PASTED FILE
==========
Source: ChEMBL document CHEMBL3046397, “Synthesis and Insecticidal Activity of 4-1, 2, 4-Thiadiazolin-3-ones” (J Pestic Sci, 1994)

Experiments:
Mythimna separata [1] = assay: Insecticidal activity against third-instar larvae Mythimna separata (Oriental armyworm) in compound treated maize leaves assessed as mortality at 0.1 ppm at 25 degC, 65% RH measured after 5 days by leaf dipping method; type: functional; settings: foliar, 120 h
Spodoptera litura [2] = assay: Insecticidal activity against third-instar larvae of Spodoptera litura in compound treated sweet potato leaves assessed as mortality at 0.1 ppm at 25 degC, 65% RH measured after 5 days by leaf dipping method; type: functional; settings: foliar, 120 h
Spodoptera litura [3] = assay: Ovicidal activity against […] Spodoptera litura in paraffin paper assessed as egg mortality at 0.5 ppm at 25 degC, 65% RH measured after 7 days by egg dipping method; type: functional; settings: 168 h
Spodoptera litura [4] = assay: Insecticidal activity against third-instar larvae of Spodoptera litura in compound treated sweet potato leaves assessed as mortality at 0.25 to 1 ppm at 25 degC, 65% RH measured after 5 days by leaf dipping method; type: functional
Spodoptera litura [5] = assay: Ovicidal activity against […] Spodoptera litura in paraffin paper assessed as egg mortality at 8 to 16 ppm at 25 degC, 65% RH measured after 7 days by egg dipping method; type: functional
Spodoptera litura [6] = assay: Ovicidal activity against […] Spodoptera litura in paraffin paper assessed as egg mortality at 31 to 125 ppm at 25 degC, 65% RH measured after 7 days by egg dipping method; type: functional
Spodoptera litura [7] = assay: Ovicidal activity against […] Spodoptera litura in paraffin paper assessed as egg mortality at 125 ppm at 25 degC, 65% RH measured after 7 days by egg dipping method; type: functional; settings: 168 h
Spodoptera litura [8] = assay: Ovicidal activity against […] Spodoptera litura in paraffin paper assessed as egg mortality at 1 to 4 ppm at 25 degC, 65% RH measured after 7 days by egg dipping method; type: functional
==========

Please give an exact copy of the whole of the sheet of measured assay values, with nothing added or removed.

Source: ChEMBL document CHEMBL3046397, “Synthesis and Insecticidal Activity of 4-1, 2, 4-Thiadiazolin-3-ones” (J Pestic Sci, 1994)

Experiments:
Mythimna separata [1] = assay: Insecticidal activity against third-instar larvae Mythimna separata (Oriental armyworm) in compound treated maize leaves assessed as mortality at 0.1 ppm at 25 degC, 65% RH measured after 5 days by leaf dipping method; type: functional; settings: foliar, 120 h
Spodoptera litura [2] = assay: Insecticidal activity against third-instar larvae of Spodoptera litura in compound treated sweet potato leaves assessed as mortality at 0.1 ppm at 25 degC, 65% RH measured after 5 days by leaf dipping method; type: functional; settings: foliar, 120 h
Spodoptera litura [3] = assay: Ovicidal activity against […] Spodoptera litura in paraffin paper assessed as egg mortality at 0.5 ppm at 25 degC, 65% RH measured after 7 days by egg dipping method; type: functional; settings: 168 h
Spodoptera litura [4] = assay: Insecticidal activity against third-instar larvae of Spodoptera litura in compound treated sweet potato leaves assessed as mortality at 0.25 to 1 ppm at 25 degC, 65% RH measured after 5 days by leaf dipping method; type: functional
Spodoptera litura [5] = assay: Ovicidal activity against […] Spodoptera litura in paraffin paper assessed as egg mortality at 8 to 16 ppm at 25 degC, 65% RH measured after 7 days by egg dipping method; type: functional
Spodoptera litura [6] = assay: Ovicidal activity against […] Spodoptera litura in paraffin paper assessed as egg mortality at 31 to 125 ppm at 25 degC, 65% RH measured after 7 days by egg dipping method; type: functional
Spodoptera litura [7] = assay: Ovicidal activity against […] Spodoptera litura in paraffin paper assessed as egg mortality at 125 ppm at 25 degC, 65% RH measured after 7 days by egg dipping method; type: functional; settings: 168 h
Spodoptera litura [8] = assay: Ovicidal activity against […] Spodoptera litura in paraffin paper assessed as egg mortality at 1 to 4 ppm at 25 degC, 65% RH measured after 7 days by egg dipping method; type: functional